According to him, they celebrate Christmas in a similar way to other parts of Syria and the Middle East. “They put up the Christmas crib and Christmas tree in their homes, and the families all try to gather together to celebrate these days – parents, uncles and aunts, cousins, grandparents. They all go together to Midnight Mass and Christmas Day Mass, and they wish each other a happy Christmas, and also their friends and neighbours. They visit each other’s houses and share the typical Christmas sweets and pastries.”
Not far from Marmarita, about an hour’s drive away after passing through a number of military checkpoints, is the city of Homs. Here the Christian community is concentrated in the historic quarter known as Old Homs. This area was extensively damaged by the fighting, which raged with particular intensity from 2012 to 2014. But now, amid the rubble from the bombings, the homes and churches are little by little being repaired and rebuilt.
The Houdaib family is one of those who will once again be celebrating Christmas in their own recently rebuilt home, thanks to help from the international Catholic pastoral charity and pontifical foundation Aid to the Church in Need (ACN International). “We’re going to celebrate Christmas with great joy in our own home at last”, says Evon Hajjar, mother and grandmother to the family. “We won’t be able to put up a Christmas tree, however, because they are extremely expensive and prices have gone through the roof, owing to the grave economic crisis we’re living through”, explains Marwan, her son. “But for us it’s a wonderful gift just to be able to be together in our own home.”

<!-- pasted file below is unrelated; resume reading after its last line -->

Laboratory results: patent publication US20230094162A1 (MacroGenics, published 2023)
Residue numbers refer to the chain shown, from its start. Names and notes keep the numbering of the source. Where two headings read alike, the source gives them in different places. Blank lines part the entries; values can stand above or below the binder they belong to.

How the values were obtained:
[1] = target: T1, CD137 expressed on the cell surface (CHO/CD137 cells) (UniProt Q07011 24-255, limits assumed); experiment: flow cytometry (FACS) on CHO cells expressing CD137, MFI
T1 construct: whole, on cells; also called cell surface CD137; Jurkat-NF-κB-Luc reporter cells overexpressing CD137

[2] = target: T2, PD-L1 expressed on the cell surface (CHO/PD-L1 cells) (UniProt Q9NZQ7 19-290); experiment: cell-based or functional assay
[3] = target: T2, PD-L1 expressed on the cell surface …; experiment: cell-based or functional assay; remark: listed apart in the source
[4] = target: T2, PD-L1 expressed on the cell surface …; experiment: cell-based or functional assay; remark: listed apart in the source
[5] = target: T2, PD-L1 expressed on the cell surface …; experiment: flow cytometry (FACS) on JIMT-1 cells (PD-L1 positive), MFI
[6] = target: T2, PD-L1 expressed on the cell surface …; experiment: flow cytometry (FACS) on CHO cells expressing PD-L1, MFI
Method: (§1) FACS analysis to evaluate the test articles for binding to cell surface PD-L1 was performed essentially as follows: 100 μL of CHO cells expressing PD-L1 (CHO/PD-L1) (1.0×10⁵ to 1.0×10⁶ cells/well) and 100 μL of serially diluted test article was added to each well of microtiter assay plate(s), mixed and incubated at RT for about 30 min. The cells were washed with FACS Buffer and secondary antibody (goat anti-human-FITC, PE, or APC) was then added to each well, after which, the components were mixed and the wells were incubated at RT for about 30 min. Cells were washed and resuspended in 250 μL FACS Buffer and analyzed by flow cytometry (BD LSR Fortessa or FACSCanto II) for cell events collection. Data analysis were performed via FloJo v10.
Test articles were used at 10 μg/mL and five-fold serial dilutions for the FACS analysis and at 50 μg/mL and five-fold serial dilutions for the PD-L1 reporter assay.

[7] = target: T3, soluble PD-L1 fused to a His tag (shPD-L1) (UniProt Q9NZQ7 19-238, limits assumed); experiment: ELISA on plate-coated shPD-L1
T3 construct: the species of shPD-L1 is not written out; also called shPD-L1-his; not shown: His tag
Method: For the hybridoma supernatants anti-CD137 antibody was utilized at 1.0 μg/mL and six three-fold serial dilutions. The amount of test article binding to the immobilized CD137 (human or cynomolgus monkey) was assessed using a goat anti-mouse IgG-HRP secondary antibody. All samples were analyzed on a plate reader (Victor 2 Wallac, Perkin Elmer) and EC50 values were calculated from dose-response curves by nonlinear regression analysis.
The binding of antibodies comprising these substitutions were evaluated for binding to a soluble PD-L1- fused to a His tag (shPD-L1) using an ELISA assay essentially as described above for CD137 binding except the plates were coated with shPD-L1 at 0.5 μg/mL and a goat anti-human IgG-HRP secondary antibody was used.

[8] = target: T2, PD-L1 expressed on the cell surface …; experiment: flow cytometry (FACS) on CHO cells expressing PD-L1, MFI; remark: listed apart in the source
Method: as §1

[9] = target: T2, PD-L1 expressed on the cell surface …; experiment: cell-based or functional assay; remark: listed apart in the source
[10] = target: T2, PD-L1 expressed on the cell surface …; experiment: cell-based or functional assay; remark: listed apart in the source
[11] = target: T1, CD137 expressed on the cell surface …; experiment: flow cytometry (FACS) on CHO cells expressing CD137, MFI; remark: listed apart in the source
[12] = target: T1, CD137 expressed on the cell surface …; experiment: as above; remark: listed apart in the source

The Houdaib family will be attending Midnight Mass in the Melkite Catholic Cathedral of Our Lady of Peace, which has also been rebuilt and inaugurated with the support of ACN. In the cathedral, Melkite Catholic Archbishop Jean-Abdo Arbach extends his Christmas greetings to us: “We wish for peace in Syria and in all your countries. I pray to God for peace throughout the world, and for the war to end here. I wish that all men would love one another, because if we love one another, there will be peace. Happy Christmas and a happy New Year!”
The Christians of Syria have suffered a great deal in the war. As a religious minority in a predominantly Muslim country they have been and continue to be an easy target and a scapegoat for jihadist groups such as so-called Islamic State/Daesh and Al Qaeda. According to information from the local Church, the Christians in Syria have fallen in number from some 2.5 million to around 700,000 in the last few years.
In the midst of this daily struggle for survival, they are celebrating Christmas. Here, where there is no place for the usual consumerist frenzy, the lights of the Christmas tree and the Christmas crib have once more become a sign of genuine salvation. Christ is born and lives in the midst of his people, suffering with them and bringing hope to a world that longs for his saving message: “Glory to God in the highest and on earth peace to men of goodwill.”